Android creator Andy Rubin announced that he is now seeing 500,000 Android smartphones and tablets activated each day. That's up from 400,000 activations Rubin copted to in May at Google I/O and 300,000 he tweeted about last December.
Rubin, who revealed the news early June 28 in this Twitter tweet, also said he is seeing a 4.4 percent week-to-week growth in handsets and tablets running the open source operating system.
The news comes one week after reports surfaced that Apple's iPhone 4 on Verizon Wireless and the forthcoming iPhone 5 are slowing Android's smartphone market share roll.
The news also comes amid rumors from Boy Genius Report that the company is preparing to launch a new Nexus smartphone, possibly called the Samsung Nexus Prime in time for Thanksgiving.
While BGR initially reported the device would be run the Android "Ice Cream Sandwich" operating system on a faster chip and a super-sized 720p HD screen, and forego physical meny keys, the gadget blog has uncovered new details.
The 4G radio-strapped device, dubbed Google Nexus Prime, is built by Samsung, which is providing a Super AMOLED HD display. The application processor will be a Texas Instruments OMAP4460, which can run at up to 1.5GHz, instead of a Samsung chip.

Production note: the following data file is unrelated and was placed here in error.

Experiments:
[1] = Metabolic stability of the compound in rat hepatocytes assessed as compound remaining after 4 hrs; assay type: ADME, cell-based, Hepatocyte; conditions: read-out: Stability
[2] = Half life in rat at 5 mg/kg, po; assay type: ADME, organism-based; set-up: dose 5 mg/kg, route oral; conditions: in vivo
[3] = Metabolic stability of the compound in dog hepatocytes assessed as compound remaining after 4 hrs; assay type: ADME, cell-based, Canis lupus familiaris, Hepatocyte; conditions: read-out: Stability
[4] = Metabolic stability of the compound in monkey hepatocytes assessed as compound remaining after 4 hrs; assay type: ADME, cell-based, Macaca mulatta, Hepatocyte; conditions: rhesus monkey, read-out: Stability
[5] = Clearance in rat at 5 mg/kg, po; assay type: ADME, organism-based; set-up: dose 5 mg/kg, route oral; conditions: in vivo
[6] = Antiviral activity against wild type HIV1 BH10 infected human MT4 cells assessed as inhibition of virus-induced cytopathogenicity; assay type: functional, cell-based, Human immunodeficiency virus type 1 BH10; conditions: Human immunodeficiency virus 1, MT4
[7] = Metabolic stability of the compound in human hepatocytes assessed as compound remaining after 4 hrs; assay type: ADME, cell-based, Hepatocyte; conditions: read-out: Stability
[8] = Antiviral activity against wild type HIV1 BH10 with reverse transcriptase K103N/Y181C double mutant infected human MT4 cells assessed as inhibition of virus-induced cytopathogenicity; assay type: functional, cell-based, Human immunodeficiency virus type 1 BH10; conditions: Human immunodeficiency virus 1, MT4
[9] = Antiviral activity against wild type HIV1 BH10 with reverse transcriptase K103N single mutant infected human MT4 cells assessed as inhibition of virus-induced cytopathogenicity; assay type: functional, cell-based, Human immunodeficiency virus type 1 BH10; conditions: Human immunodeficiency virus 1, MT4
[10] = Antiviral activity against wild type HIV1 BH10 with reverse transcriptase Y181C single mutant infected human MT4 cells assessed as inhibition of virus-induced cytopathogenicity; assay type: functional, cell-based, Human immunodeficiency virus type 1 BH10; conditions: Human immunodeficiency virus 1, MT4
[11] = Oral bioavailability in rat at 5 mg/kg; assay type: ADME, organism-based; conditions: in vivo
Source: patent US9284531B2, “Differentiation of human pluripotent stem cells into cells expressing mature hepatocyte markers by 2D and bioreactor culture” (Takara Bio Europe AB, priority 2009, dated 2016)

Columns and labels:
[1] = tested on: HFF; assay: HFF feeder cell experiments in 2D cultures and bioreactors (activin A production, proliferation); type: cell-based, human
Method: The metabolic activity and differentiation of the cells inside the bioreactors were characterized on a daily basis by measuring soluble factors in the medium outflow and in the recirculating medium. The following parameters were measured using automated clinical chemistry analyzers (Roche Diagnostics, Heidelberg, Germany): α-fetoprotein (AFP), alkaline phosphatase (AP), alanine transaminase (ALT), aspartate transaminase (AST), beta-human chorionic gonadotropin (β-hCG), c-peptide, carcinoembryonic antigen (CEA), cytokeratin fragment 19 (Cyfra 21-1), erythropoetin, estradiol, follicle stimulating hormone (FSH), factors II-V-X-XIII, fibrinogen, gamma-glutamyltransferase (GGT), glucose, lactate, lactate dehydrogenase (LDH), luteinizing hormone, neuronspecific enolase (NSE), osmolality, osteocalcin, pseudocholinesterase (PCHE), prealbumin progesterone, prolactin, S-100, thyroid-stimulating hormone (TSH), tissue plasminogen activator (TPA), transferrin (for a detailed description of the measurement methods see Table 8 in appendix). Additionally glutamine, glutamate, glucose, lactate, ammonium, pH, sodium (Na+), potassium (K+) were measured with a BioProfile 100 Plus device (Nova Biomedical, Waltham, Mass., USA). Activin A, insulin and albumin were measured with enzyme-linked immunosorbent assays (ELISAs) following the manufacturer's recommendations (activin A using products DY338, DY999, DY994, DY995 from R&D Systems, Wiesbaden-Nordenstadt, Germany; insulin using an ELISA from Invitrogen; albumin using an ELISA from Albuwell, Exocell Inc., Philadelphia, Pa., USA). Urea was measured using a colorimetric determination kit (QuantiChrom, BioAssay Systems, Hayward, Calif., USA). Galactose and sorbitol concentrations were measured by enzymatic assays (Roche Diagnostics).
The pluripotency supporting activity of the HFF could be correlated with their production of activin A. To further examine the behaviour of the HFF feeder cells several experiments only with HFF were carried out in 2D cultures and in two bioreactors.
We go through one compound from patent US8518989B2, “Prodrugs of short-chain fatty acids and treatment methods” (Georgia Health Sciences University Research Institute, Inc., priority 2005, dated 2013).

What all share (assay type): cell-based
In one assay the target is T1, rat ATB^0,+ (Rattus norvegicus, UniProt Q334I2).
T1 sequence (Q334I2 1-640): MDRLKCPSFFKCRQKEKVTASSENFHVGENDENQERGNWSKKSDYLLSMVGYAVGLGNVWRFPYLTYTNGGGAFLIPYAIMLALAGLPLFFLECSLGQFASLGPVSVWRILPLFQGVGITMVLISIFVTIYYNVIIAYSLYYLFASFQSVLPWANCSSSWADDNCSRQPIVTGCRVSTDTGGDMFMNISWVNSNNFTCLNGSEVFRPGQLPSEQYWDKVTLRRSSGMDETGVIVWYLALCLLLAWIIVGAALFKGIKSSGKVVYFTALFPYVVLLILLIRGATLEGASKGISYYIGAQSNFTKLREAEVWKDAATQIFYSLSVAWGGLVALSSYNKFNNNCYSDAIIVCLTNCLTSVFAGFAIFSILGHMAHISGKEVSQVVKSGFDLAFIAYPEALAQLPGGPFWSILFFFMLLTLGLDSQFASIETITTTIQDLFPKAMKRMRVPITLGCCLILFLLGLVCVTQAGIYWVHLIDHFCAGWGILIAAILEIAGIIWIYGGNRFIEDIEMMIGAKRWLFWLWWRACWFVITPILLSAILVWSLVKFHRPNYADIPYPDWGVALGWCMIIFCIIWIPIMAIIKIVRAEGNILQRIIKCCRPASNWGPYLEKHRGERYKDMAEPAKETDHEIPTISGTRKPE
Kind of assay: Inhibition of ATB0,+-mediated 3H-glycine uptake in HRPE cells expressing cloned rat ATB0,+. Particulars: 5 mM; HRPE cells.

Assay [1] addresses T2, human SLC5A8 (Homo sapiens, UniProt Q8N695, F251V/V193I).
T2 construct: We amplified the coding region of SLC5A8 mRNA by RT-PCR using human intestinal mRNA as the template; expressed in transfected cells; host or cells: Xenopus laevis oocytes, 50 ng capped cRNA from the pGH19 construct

No word on exactly what carriers would sell the Nexus Prime.
However, unlike past Nexus launches where Google partnered with T-Mobile to launch the original Nexus One as the first Android 2.1 handset and Nexus S and Sprint for the Nexus S 4G as the first Android 2.3 "Gingerbread" gadgets, Google could release Ice Cream Sandwich on multiple carriers and OEMs at the same time.
"Imagine flagship releases from Motorola, HTC, and LG with Ice Cream Sandwich available on AT&T, T-Mobile, Verizon Wireless, and Sprint all at practically the same time… in addition to a Google Nexus handset from Samsung," BGR noted.
These are only unsubstantiated rumors for which Google will not provide a kernel of comment. However, such an effort could be part of the search engine's new, unnamed alliance created to curb some of the fragmentation going on within the Android ecosystem.
These partners, which include carriers Verizon, AT&T, Sprint, T-Mobile, and manufacturers Samsung, HTC and Motorola, will be eligible for software updates 18 months into the future, provided the hardware allows for it.
This is an effort to get the carriers and partners on the same software page. Launching Ice Cream Sandwich phones out of the gate could help level this playing field even more.